switch (event.key.keysym.sym)
                {
                    case SDLK_LEFT:  x--; break;
                    case SDLK_RIGHT: x++; break;
                    case SDLK_UP:    y--; break;
                    case SDLK_DOWN:  y++; break;
                }
                break;

If you now run the program, you’ll find that you can move the spaceship using the arrow keys:

sdl2-kbd-moving-slow

You’ll notice that it seems to move pretty slowly, and you have to keep pressing for quite a while to make any significant movement. Now, in your code, replace¬†SDL_WaitEvent¬†with¬†SDL_PollEvent:

        SDL_PollEvent(&event);

Now, try running it again:

sdl2-kbd-moving-fast

Swoosh! In less than half a second, the spaceship hits the edge of the window. It’s actually too fast. To get this down to something manageable, add a small delay at the beginning of your while¬†loop:

        SDL_Delay(20);

SDL_PollEvent()¬†is better than¬†SDL_WaitEvent()¬†when you want to continuously check (i.e. poll) for events, but it consumes more CPU power (you can see this if you open Task Manager).¬†SDL_WaitEvent()¬†is okay when your window is mostly sitting idle so you don’t need to check for events that often.

Handling mouse events is also very easy. All you need to do is handle the appropriate event. Let’s see how to handle a mouse click:

            case SDL_MOUSEBUTTONDOWN:
                switch (event.button.button)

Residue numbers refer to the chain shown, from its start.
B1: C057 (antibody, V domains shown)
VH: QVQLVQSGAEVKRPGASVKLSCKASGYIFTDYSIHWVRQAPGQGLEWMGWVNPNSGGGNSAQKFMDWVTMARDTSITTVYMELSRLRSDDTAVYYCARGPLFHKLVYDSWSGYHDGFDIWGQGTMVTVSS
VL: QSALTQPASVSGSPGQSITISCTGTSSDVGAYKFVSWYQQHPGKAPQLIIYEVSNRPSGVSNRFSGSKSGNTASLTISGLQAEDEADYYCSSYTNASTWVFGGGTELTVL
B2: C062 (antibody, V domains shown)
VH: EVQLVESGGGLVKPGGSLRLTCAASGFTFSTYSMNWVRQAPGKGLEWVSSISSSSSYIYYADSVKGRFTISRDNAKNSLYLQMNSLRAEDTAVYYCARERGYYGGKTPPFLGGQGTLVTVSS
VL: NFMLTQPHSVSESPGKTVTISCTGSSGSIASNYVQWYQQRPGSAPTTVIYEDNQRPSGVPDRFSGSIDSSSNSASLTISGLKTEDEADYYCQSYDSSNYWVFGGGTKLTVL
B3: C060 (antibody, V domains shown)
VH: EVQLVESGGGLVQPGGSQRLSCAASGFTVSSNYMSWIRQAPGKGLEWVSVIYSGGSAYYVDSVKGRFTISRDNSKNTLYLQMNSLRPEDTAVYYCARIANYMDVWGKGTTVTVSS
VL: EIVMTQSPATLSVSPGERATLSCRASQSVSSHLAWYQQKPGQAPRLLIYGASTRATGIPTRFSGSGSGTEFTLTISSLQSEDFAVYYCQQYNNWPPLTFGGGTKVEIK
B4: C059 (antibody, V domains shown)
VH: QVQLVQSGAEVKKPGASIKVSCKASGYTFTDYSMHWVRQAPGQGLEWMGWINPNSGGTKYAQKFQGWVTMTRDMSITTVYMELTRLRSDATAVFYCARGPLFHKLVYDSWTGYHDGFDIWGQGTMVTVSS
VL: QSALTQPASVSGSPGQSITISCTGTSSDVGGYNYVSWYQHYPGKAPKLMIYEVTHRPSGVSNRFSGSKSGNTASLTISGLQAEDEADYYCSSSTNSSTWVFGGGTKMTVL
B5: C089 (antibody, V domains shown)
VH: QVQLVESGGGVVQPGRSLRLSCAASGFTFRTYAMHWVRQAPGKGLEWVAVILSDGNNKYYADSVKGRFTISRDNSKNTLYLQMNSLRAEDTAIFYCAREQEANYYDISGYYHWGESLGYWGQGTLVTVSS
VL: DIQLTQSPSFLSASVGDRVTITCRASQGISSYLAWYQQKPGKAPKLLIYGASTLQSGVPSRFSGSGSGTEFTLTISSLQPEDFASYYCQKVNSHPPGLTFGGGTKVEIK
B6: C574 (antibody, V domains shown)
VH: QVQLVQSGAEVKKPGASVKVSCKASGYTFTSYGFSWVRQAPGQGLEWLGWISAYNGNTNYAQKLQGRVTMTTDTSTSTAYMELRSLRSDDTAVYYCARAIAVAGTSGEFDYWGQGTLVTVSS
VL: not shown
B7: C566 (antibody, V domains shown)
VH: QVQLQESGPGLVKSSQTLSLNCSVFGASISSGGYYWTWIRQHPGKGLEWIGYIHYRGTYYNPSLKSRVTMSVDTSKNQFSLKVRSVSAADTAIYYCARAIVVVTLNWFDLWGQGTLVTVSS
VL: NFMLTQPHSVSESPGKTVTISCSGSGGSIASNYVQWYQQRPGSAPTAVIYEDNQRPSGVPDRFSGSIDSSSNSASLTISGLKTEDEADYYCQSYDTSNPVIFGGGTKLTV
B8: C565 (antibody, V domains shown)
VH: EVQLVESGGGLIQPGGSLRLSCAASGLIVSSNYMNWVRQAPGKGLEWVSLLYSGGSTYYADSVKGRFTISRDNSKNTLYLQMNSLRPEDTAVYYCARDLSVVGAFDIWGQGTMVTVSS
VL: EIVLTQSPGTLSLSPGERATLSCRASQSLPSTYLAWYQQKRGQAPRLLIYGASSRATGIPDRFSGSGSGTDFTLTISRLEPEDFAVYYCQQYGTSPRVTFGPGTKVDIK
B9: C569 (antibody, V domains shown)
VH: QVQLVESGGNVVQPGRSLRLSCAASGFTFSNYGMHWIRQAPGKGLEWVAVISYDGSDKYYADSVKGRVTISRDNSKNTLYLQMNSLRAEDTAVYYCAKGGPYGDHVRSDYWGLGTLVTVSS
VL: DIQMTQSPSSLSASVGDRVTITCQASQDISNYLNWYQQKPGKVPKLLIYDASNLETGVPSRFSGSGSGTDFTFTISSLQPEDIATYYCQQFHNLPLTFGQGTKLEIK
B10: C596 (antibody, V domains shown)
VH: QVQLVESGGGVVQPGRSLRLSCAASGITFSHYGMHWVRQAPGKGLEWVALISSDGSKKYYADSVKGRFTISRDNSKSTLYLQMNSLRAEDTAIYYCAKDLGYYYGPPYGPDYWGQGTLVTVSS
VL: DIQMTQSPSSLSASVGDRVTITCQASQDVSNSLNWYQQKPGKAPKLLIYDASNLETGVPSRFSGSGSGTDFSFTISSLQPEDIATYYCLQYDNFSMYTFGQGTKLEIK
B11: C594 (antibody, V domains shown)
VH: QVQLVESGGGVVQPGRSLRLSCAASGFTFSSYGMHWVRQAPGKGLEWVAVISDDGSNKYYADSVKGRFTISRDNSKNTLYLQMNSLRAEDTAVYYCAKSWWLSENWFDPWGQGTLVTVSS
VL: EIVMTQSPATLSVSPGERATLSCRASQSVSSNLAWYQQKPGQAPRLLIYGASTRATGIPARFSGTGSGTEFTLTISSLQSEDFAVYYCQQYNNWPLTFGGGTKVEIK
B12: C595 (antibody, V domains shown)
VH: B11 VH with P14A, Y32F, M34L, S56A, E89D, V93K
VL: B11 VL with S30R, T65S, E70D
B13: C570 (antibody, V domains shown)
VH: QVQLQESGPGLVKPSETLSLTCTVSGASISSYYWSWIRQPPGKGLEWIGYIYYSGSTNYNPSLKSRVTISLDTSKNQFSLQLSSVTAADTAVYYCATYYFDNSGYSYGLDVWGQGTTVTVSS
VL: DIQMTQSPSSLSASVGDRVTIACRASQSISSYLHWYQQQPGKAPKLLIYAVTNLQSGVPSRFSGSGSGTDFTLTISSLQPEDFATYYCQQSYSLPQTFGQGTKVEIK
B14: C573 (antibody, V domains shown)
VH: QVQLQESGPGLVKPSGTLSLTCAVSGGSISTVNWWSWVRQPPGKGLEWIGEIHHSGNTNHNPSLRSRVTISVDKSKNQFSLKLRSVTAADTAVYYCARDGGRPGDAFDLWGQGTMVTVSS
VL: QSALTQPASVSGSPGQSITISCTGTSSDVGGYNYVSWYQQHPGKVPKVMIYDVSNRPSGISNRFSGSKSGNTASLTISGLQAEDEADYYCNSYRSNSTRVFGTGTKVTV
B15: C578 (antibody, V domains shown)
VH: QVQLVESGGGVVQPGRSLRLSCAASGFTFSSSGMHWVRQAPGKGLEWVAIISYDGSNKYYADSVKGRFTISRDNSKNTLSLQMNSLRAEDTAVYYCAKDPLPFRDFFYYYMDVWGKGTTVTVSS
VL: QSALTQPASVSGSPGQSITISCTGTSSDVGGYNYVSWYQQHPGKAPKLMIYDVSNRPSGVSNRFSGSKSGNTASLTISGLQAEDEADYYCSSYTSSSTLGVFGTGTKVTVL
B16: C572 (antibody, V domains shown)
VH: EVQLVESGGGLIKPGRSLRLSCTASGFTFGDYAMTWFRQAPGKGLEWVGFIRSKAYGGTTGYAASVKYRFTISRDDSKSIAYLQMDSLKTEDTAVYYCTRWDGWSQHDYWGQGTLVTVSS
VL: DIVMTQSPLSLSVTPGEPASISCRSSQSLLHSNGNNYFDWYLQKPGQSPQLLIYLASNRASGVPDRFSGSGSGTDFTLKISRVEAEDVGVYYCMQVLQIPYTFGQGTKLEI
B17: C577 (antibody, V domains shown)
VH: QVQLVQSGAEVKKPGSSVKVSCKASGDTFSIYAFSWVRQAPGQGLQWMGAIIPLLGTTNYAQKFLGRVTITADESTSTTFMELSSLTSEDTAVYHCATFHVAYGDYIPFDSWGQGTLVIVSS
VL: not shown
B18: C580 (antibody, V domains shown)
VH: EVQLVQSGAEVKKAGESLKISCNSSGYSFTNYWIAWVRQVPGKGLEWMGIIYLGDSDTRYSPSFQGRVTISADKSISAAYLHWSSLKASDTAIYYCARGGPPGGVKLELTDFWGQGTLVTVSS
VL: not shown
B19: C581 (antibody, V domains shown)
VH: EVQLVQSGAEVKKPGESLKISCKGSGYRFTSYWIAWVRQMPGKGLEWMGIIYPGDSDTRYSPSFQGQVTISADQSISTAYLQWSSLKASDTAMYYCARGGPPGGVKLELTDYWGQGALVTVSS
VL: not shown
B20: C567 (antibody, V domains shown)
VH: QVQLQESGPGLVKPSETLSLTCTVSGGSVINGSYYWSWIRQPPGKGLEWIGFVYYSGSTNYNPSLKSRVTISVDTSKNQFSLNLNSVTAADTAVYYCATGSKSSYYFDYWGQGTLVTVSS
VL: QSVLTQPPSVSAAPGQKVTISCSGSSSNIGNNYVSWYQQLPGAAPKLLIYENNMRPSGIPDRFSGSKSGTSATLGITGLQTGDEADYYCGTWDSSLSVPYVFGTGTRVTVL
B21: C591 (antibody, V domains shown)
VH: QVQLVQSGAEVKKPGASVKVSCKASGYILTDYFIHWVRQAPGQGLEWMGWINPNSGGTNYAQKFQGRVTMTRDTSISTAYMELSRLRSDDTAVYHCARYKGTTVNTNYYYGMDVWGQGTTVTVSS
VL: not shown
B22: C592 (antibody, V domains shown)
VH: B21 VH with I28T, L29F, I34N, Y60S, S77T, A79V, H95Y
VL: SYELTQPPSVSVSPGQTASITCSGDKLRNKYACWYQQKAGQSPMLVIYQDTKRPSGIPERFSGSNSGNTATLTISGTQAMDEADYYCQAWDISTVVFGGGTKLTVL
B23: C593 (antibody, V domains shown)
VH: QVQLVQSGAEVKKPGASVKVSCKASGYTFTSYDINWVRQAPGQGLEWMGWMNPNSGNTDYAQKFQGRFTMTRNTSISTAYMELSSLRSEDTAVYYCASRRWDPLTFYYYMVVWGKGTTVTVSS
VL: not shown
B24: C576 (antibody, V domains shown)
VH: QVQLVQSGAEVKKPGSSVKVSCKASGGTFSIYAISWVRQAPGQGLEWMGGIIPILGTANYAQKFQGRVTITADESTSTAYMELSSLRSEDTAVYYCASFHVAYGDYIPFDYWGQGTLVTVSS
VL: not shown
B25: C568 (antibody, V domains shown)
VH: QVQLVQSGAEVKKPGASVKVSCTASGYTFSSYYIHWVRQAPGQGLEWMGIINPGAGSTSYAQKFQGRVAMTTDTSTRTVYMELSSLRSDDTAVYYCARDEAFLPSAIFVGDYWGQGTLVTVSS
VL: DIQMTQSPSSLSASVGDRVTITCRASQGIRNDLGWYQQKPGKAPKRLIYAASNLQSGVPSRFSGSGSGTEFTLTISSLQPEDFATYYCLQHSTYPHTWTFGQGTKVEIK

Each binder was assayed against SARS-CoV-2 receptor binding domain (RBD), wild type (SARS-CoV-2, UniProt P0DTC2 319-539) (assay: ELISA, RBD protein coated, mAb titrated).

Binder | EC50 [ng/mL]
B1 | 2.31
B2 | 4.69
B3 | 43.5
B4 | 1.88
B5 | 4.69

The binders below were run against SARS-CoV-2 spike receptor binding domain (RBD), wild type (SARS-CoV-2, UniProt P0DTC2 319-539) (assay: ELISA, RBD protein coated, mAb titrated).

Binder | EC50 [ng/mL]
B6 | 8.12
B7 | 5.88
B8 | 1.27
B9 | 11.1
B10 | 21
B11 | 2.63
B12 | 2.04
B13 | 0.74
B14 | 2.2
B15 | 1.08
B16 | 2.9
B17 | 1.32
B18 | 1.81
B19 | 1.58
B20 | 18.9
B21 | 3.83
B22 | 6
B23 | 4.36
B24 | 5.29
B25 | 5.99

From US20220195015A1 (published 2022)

{
                    case SDL_BUTTON_LEFT:
                        SDL_ShowSimpleMessageBox(0, "Mouse", "Left button was pressed!", window);
                        break;
                    case SDL_BUTTON_RIGHT:
                        SDL_ShowSimpleMessageBox(0, "Mouse", "Right button was pressed!", window);
                        break;
                    default:
                        SDL_ShowSimpleMessageBox(0, "Mouse", "Some other button was pressed!", window);
                        break;
                }
                break;

And this is what happens when you run it, and click somewhere in the window:

sdl2-kbd-left-click

You can also track mouse motion and obtain the current coordinates of the mouse pointer. This is useful when moving things with the mouse (e.g. moving an object by mouse-dragging it). The following code obtains the mouse coordinates and displays them in the window title:

            case SDL_MOUSEMOTION:
                int mouseX = event.motion.x;
                int mouseY = event.motion.y;

                std::stringstream ss;
                ss << "X: " << mouseX << " Y: " << mouseY;

                SDL_SetWindowTitle(window, ss.str().c_str());
                break;

Note that you’ll need to add the following at the top of your main.cpp¬†to make the above code work:

#include <sstream>

You will now notice the mouse coordinates in the window title:

sdl2-kbd-mouse-coords

Wonderful! You should now have an idea of how to capture and handle keyboard and mouse events in SDL2. We will see more of these in an upcoming article dealing with drawing pixels in the window, so stay tuned to learn more! ūüôā